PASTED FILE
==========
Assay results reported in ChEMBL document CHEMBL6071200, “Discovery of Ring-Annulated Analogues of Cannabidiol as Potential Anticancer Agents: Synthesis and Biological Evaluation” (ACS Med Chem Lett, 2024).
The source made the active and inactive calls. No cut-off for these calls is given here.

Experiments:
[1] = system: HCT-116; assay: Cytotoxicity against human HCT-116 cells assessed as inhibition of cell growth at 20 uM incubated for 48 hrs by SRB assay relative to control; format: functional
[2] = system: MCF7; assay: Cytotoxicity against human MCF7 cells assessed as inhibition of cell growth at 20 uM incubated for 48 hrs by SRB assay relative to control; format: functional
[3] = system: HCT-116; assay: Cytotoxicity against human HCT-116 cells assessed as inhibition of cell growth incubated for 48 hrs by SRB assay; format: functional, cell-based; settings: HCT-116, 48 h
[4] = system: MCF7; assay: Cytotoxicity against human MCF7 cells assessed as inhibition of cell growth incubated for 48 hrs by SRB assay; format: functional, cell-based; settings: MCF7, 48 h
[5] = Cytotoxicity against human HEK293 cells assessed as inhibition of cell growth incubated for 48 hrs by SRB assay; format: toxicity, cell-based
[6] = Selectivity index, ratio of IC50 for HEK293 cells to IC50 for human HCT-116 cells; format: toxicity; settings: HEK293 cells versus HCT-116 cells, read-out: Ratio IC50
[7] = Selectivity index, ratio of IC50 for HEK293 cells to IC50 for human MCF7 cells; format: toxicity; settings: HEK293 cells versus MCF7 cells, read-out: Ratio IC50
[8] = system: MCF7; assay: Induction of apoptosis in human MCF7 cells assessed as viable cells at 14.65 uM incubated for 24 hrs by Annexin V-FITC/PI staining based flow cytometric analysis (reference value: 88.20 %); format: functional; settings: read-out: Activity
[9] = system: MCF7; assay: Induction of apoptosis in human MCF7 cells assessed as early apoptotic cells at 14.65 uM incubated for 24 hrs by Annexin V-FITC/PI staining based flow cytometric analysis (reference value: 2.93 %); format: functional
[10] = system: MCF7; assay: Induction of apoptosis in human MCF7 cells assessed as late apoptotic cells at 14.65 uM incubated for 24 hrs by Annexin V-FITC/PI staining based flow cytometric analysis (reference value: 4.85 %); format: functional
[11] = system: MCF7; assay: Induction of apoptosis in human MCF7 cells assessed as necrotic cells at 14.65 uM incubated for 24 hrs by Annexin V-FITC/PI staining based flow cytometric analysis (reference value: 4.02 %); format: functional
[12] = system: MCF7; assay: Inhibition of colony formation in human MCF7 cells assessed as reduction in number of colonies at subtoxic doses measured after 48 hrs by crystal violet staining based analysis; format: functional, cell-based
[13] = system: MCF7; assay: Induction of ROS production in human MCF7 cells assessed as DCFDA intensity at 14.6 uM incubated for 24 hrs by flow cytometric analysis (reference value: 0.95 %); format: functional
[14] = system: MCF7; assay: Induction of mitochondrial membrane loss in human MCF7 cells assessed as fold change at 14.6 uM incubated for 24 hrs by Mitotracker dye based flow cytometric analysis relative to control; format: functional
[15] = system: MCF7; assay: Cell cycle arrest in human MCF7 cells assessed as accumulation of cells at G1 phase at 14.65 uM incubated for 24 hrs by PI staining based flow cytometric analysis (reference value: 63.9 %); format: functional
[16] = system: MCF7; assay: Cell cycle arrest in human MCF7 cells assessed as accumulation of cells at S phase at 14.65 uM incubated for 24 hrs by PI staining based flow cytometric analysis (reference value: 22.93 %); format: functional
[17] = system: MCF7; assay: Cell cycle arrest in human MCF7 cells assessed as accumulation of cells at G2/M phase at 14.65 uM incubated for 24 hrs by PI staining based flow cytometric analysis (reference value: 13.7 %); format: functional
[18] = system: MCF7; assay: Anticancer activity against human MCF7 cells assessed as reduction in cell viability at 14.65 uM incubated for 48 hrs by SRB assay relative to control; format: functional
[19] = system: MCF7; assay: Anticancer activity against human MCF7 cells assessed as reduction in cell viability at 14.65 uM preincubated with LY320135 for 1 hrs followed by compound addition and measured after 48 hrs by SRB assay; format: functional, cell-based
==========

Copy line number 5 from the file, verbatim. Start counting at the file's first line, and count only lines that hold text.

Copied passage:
[2] = system: MCF7; assay: Cytotoxicity against human MCF7 cells assessed as inhibition of cell growth at 20 uM incubated for 48 hrs by SRB assay relative to control; format: functional